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Are measured school effects just sorting?: Causality and correlation in the National Education Longitudinal Survey

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  • Levine, David I.
  • Painter, Gary

Abstract

Youth who share a school and neighborhood often show similar levels of academic achievement, but some studies find all or most of this correlation is due to sorting (not causation). We analyze the National Education Longitudinal Survey (NELS) in three ways to decompose sorting versus causality: We first control for much richer measures of family background than other analysts have used. We next use characteristics of the students' future high school as an instrument for family background (as future high school quality is correlated with unobserved family background but cannot cause junior high test scores). Finally, we use regression and semi-nonparametric matching methods to look at changes in test score when youth change schools. The results create a collage of evidence that a significant fraction of the correlation is causal.

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  • Levine, David I. & Painter, Gary, 2008. "Are measured school effects just sorting?: Causality and correlation in the National Education Longitudinal Survey," Economics of Education Review, Elsevier, vol. 27(4), pages 460-470, August.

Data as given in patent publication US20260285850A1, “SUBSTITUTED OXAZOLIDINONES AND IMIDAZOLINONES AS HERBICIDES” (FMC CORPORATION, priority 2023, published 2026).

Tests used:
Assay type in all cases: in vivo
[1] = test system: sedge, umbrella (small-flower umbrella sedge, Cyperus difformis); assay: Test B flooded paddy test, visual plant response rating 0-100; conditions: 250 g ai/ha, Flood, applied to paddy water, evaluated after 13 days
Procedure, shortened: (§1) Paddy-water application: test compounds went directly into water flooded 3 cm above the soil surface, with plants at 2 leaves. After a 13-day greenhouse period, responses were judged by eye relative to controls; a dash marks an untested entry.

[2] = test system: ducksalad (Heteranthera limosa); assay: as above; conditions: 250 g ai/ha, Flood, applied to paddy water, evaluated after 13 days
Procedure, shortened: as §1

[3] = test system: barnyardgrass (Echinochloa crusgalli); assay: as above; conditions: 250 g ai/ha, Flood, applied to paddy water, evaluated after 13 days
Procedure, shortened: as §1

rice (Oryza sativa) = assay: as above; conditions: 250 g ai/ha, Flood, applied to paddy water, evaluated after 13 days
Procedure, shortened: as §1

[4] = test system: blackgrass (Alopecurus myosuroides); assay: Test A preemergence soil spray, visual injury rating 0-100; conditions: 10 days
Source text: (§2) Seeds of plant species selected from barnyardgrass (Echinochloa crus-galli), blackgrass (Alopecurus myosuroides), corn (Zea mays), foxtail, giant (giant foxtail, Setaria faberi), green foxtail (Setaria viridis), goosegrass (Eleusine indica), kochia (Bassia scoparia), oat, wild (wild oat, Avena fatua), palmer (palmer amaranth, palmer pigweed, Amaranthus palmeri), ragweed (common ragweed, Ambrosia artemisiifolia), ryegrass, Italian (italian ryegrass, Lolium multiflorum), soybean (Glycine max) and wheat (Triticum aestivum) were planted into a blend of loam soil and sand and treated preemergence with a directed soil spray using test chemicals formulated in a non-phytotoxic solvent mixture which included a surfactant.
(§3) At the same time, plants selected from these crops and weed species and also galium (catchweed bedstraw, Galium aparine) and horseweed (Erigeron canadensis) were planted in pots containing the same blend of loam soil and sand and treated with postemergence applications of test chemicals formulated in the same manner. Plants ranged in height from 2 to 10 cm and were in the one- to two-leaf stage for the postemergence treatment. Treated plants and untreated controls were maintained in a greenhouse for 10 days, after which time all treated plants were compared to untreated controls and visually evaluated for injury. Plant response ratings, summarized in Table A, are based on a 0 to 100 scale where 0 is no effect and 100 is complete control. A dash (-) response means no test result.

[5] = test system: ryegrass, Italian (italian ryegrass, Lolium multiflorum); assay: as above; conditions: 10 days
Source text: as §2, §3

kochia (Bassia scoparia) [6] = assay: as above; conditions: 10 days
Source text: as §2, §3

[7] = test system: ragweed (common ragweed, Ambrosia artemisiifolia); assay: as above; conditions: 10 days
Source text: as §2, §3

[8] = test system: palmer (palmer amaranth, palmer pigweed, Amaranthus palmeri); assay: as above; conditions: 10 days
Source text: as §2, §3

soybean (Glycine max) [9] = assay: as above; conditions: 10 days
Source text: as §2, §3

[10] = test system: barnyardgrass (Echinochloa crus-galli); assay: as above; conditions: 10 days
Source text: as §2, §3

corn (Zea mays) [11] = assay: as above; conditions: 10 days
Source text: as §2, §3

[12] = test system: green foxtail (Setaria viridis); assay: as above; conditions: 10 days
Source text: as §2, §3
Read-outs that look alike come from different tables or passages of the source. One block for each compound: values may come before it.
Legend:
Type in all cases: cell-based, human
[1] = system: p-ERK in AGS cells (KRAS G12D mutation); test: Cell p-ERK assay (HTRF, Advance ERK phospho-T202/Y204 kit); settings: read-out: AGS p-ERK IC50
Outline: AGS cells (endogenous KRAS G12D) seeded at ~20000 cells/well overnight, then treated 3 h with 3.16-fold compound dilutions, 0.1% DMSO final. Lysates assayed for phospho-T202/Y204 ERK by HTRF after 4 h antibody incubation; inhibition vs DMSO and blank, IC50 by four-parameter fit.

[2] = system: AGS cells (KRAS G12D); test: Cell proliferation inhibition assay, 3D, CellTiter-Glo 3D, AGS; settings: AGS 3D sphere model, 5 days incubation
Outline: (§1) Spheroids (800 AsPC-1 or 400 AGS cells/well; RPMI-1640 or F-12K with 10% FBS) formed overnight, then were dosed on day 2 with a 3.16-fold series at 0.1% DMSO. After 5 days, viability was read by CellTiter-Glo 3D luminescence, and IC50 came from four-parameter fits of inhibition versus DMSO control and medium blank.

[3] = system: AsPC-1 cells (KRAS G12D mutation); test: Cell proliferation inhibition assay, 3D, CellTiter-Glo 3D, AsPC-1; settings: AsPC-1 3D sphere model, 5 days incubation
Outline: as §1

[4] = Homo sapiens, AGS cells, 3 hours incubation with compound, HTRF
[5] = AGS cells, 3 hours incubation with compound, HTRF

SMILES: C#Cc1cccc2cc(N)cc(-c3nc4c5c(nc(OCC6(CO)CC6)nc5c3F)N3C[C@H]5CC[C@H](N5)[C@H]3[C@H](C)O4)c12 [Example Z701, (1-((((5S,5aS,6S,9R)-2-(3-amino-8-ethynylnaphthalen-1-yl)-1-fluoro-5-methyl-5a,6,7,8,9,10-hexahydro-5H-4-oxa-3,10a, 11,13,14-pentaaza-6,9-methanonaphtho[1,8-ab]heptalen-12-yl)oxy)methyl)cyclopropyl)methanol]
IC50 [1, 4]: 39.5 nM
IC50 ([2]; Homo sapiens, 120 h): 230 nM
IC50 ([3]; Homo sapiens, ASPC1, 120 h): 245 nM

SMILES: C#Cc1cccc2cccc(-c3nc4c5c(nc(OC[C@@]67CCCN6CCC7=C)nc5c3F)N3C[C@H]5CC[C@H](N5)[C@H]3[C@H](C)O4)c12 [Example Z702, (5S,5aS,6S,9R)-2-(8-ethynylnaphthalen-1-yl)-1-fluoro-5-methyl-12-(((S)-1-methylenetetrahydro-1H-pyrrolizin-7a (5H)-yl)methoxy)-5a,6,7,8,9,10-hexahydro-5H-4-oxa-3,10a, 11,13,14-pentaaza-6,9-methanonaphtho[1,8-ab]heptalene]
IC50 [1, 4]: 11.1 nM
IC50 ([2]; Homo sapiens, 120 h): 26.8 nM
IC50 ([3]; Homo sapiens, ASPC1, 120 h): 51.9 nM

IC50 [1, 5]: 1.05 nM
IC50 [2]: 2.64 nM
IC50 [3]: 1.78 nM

• Handle: RePEc:eee:ecoedu:v:27:y:2008:i:4:p:460-470
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    References listed on IDEAS

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    8. Evans, William N & Oates, Wallace E & Schwab, Robert M, 1992. "Measuring Peer Group Effects: A Study of Teenage Behavior," Journal of Political Economy, University of Chicago Press, vol. 100(5), pages 966-991, October.
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    1. Lefebvre, Pierre & Merrigan, Philip & Verstraete, Matthieu, 2011. "Public subsidies to private schools do make a difference for achievement in mathematics: Longitudinal evidence from Canada," Economics of Education Review, Elsevier, vol. 30(1), pages 79-98, February.

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